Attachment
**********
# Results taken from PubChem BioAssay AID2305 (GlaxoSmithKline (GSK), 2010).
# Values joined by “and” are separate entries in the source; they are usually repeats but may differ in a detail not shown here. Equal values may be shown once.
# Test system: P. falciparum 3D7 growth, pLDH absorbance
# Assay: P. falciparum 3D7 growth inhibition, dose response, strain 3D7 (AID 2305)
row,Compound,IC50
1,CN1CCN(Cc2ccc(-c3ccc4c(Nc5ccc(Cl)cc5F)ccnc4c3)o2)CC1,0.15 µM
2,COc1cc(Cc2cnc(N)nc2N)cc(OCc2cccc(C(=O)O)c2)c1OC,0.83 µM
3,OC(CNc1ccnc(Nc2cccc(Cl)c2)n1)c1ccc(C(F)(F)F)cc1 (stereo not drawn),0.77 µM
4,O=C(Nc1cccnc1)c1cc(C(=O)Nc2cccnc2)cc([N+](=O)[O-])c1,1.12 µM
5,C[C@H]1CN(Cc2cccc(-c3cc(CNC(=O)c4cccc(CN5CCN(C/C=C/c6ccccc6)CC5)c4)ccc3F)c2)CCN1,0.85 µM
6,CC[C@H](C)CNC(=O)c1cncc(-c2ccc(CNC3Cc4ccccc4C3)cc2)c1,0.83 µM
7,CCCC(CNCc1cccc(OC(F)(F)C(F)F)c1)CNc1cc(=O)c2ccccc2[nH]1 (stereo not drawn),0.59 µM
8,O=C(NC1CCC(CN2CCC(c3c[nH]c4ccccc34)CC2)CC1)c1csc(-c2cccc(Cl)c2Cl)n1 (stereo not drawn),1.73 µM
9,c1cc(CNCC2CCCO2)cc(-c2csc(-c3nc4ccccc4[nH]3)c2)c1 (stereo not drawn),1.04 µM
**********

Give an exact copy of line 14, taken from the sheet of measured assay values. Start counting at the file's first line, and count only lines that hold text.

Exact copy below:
9,c1cc(CNCC2CCCO2)cc(-c2csc(-c3nc4ccccc4[nH]3)c2)c1 (stereo not drawn),1.04 µM